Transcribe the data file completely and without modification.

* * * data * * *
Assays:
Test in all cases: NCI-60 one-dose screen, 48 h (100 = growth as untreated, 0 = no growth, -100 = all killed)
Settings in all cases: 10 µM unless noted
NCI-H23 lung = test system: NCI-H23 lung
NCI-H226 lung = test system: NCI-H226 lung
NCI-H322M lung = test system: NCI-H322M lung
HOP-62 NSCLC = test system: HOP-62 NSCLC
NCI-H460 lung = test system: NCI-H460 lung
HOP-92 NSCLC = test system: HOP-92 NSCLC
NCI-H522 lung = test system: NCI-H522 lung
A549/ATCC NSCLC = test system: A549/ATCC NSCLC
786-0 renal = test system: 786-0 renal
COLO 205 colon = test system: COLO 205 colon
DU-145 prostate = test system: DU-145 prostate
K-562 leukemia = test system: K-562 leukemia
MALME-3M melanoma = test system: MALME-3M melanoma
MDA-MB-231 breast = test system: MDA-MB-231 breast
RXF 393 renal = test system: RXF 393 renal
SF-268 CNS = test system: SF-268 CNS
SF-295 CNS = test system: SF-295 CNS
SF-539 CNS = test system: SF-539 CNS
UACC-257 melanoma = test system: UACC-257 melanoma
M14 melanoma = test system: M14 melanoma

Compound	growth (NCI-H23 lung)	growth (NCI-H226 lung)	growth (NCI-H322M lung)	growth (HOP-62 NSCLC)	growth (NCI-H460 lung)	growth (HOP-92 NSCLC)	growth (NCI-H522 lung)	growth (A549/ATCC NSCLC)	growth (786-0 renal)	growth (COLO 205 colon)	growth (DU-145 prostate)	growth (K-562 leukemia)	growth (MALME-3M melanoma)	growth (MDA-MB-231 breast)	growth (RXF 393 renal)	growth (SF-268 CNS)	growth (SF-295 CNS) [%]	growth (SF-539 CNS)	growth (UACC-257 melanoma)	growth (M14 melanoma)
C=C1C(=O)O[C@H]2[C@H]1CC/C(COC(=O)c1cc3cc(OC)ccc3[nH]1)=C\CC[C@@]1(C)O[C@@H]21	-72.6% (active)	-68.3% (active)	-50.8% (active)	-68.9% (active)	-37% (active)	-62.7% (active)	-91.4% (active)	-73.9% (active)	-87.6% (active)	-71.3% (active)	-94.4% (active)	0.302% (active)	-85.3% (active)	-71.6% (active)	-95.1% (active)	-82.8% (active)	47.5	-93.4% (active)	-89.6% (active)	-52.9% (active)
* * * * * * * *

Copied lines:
Assays:
Test in all cases: NCI-60 one-dose screen, 48 h (100 = growth as untreated, 0 = no growth, -100 = all killed)
Settings in all cases: 10 µM unless noted
NCI-H23 lung = test system: NCI-H23 lung
NCI-H226 lung = test system: NCI-H226 lung
NCI-H322M lung = test system: NCI-H322M lung
HOP-62 NSCLC = test system: HOP-62 NSCLC
NCI-H460 lung = test system: NCI-H460 lung
HOP-92 NSCLC = test system: HOP-92 NSCLC
NCI-H522 lung = test system: NCI-H522 lung
A549/ATCC NSCLC = test system: A549/ATCC NSCLC
786-0 renal = test system: 786-0 renal
COLO 205 colon = test system: COLO 205 colon
DU-145 prostate = test system: DU-145 prostate
K-562 leukemia = test system: K-562 leukemia
MALME-3M melanoma = test system: MALME-3M melanoma
MDA-MB-231 breast = test system: MDA-MB-231 breast
RXF 393 renal = test system: RXF 393 renal
SF-268 CNS = test system: SF-268 CNS
SF-295 CNS = test system: SF-295 CNS
SF-539 CNS = test system: SF-539 CNS
UACC-257 melanoma = test system: UACC-257 melanoma
M14 melanoma = test system: M14 melanoma

Compound	growth (NCI-H23 lung)	growth (NCI-H226 lung)	growth (NCI-H322M lung)	growth (HOP-62 NSCLC)	growth (NCI-H460 lung)	growth (HOP-92 NSCLC)	growth (NCI-H522 lung)	growth (A549/ATCC NSCLC)	growth (786-0 renal)	growth (COLO 205 colon)	growth (DU-145 prostate)	growth (K-562 leukemia)	growth (MALME-3M melanoma)	growth (MDA-MB-231 breast)	growth (RXF 393 renal)	growth (SF-268 CNS)	growth (SF-295 CNS) [%]	growth (SF-539 CNS)	growth (UACC-257 melanoma)	growth (M14 melanoma)
C=C1C(=O)O[C@H]2[C@H]1CC/C(COC(=O)c1cc3cc(OC)ccc3[nH]1)=C\CC[C@@]1(C)O[C@@H]21	-72.6% (active)	-68.3% (active)	-50.8% (active)	-68.9% (active)	-37% (active)	-62.7% (active)	-91.4% (active)	-73.9% (active)	-87.6% (active)	-71.3% (active)	-94.4% (active)	0.302% (active)	-85.3% (active)	-71.6% (active)	-95.1% (active)	-82.8% (active)	47.5	-93.4% (active)	-89.6% (active)	-52.9% (active)